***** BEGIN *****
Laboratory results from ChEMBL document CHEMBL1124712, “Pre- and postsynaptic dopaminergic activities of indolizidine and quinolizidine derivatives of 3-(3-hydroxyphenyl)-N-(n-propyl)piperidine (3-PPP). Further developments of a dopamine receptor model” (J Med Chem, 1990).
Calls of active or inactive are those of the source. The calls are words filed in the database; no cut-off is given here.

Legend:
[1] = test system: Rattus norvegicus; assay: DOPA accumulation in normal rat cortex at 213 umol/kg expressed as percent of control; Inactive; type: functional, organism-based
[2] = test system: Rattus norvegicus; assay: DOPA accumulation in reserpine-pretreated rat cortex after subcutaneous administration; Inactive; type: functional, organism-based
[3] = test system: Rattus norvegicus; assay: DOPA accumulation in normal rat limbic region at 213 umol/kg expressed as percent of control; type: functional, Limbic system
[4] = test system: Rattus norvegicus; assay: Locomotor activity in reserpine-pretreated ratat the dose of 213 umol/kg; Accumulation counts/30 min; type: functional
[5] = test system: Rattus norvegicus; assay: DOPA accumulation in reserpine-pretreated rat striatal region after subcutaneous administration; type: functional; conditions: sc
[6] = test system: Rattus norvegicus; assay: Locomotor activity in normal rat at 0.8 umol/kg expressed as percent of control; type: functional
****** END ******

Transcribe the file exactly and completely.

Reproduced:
Laboratory results from ChEMBL document CHEMBL1124712, “Pre- and postsynaptic dopaminergic activities of indolizidine and quinolizidine derivatives of 3-(3-hydroxyphenyl)-N-(n-propyl)piperidine (3-PPP). Further developments of a dopamine receptor model” (J Med Chem, 1990).
Calls of active or inactive are those of the source. The calls are words filed in the database; no cut-off is given here.

Legend:
[1] = test system: Rattus norvegicus; assay: DOPA accumulation in normal rat cortex at 213 umol/kg expressed as percent of control; Inactive; type: functional, organism-based
[2] = test system: Rattus norvegicus; assay: DOPA accumulation in reserpine-pretreated rat cortex after subcutaneous administration; Inactive; type: functional, organism-based
[3] = test system: Rattus norvegicus; assay: DOPA accumulation in normal rat limbic region at 213 umol/kg expressed as percent of control; type: functional, Limbic system
[4] = test system: Rattus norvegicus; assay: Locomotor activity in reserpine-pretreated ratat the dose of 213 umol/kg; Accumulation counts/30 min; type: functional
[5] = test system: Rattus norvegicus; assay: DOPA accumulation in reserpine-pretreated rat striatal region after subcutaneous administration; type: functional; conditions: sc
[6] = test system: Rattus norvegicus; assay: Locomotor activity in normal rat at 0.8 umol/kg expressed as percent of control; type: functional